Scientists warn of impending turtle dove British extinction

Turtle dove numbers in Britain have plummeted by 93% since 1970 and the migratory bird may be rendered entirely extinct from Britain by 2021

Turtle dove populations in Britain are declining so rapidly that they may be entirely gone from the country in a eight years’ time, scientists from the Royal Society for the Protection of Birds have warned.

A paper in the British journal Bird Study, by two RSPB research scientists Jenny Dunn and Antony Morris said that: “at the current rate of decline, turtle doves may be lost as a UK breeding bird by 2021.”  

Turtle dove numbers in Britain have dropped by a whopping 93% since 1970, the fastest decline of a bird towards extinction in British history.

Moreover, scientists warned that turtle doves are simply the worst affected of the migratory birds that spend the winter in Africa and fly to Britain in the springtime to breed. Eight out of Britain’s twelve most threatened bird species are African migratory birds.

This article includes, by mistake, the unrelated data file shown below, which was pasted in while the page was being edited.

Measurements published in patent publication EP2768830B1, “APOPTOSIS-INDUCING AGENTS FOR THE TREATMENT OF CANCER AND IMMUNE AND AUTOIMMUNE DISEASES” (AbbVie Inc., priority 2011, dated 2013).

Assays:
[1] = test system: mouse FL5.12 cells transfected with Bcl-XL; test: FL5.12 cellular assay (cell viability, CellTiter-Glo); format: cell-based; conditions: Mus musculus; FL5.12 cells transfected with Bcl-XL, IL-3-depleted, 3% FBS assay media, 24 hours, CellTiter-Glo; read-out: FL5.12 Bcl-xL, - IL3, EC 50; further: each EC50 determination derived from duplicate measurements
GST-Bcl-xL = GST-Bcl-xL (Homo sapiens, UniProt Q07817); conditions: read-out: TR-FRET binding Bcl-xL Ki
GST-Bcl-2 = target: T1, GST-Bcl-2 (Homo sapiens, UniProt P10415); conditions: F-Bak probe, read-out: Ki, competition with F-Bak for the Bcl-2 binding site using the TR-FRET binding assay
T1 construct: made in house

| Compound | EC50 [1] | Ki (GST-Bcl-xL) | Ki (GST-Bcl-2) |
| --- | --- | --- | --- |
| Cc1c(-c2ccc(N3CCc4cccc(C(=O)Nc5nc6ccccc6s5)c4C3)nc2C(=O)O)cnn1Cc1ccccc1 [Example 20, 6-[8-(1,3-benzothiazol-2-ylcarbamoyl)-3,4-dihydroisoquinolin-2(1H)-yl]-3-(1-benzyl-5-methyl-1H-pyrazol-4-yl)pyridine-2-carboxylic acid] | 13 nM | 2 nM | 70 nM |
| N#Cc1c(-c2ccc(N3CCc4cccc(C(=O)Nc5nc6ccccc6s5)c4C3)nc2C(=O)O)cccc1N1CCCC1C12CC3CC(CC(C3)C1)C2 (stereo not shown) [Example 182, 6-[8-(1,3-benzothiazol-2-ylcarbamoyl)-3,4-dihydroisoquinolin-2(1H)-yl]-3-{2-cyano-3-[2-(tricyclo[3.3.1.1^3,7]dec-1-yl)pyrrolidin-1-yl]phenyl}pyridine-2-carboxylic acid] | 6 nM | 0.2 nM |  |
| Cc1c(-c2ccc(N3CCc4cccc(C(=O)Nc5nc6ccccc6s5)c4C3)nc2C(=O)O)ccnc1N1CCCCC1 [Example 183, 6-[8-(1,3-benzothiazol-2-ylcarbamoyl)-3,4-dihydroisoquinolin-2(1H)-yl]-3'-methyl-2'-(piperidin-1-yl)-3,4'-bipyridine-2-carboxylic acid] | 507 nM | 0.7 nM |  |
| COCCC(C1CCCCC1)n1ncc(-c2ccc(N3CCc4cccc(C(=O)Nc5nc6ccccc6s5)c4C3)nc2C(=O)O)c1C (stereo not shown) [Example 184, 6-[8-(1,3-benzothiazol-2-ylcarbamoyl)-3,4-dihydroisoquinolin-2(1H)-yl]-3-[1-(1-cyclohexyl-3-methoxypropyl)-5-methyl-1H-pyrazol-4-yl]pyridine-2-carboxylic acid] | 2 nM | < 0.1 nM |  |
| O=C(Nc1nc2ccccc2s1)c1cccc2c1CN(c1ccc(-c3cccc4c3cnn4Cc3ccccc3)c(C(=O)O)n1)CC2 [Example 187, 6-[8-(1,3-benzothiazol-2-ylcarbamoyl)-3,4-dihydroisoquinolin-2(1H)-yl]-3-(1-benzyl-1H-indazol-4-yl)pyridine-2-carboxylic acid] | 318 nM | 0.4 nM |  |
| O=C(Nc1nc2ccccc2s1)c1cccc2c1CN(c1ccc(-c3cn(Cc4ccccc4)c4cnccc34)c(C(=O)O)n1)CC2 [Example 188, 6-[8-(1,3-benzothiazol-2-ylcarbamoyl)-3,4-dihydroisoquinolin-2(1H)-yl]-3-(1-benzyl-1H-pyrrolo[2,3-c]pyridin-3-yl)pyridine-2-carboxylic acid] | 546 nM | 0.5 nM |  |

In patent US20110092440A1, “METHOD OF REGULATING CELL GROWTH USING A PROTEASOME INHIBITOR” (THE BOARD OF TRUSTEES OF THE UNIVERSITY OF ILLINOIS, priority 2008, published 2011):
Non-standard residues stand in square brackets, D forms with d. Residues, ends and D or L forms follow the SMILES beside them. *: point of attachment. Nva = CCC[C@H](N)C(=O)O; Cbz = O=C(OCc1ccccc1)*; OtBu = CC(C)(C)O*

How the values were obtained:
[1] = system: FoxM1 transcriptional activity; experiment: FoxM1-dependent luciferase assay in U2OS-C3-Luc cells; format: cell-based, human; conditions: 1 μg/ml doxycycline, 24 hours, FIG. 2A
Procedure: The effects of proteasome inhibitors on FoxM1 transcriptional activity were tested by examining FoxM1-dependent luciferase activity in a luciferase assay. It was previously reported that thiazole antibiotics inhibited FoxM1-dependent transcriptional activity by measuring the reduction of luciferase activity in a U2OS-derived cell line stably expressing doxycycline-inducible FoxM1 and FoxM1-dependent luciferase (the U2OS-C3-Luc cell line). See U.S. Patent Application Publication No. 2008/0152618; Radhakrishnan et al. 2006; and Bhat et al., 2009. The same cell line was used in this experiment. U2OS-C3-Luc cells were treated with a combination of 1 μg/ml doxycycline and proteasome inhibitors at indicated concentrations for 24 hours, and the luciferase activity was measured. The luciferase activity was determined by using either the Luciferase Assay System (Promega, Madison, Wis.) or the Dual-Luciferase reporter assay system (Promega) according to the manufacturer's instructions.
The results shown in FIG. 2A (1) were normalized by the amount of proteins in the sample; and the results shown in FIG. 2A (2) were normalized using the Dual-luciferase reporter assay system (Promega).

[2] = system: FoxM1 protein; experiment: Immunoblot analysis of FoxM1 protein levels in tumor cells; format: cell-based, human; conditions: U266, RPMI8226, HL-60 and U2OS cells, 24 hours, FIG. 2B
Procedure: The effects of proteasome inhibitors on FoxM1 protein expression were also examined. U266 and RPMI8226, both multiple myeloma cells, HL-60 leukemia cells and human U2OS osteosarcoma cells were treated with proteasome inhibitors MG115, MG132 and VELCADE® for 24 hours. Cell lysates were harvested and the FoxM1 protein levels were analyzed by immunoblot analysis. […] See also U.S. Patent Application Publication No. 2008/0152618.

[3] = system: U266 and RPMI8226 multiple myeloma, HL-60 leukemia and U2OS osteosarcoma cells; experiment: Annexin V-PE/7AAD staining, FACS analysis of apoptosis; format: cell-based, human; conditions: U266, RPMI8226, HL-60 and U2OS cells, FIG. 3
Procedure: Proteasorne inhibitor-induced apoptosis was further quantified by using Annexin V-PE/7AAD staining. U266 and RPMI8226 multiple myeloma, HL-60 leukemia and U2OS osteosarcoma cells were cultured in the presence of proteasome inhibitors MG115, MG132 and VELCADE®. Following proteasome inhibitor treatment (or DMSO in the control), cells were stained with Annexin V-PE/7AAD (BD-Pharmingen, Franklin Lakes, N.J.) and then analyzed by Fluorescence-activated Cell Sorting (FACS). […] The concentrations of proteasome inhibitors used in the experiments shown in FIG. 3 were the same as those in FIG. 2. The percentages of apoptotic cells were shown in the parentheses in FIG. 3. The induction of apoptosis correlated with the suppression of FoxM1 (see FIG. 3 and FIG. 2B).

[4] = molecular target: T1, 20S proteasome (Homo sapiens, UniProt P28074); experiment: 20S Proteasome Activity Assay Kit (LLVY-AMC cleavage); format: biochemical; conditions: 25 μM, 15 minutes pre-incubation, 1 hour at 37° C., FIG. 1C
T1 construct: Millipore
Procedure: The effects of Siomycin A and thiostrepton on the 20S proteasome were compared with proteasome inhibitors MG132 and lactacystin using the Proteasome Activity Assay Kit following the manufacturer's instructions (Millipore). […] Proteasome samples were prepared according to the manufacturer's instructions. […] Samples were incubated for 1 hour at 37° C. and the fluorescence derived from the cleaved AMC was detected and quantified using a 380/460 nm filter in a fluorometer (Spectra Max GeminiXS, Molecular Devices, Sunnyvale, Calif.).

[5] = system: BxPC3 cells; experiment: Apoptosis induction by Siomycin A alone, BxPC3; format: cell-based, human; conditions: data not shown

The European Commission estimates that around 2-4 million turtle doves are shot down annually in Malta, Cyprus, France, Italy, Spain and Greece. This results in fewer birds migrating to Britain to breed and prevents young birds even returning to Africa. 

Thanks to an EU derogation, Maltese hunters are allowed to shoot 11,000 turtle doves and 5,000 quails throughout a 21-day spring hunting season. Each hunter is allowed a seasonal bag limit of four turtle doves and quail. A referendum will be held on 11 April where the public will get to decide whether to maintain or remove the law that allows for this derogation.